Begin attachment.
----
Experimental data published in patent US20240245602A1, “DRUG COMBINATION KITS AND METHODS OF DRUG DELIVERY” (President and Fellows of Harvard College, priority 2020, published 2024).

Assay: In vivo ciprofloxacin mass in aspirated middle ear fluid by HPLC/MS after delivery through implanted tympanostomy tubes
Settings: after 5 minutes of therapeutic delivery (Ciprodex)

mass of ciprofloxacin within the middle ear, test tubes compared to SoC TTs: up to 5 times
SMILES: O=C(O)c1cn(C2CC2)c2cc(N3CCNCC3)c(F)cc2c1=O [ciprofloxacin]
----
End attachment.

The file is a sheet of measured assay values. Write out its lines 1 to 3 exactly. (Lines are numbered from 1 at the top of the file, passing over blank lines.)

Experimental data published in patent US20240245602A1, “DRUG COMBINATION KITS AND METHODS OF DRUG DELIVERY” (President and Fellows of Harvard College, priority 2020, published 2024).

Assay: In vivo ciprofloxacin mass in aspirated middle ear fluid by HPLC/MS after delivery through implanted tympanostomy tubes
Settings: after 5 minutes of therapeutic delivery (Ciprodex)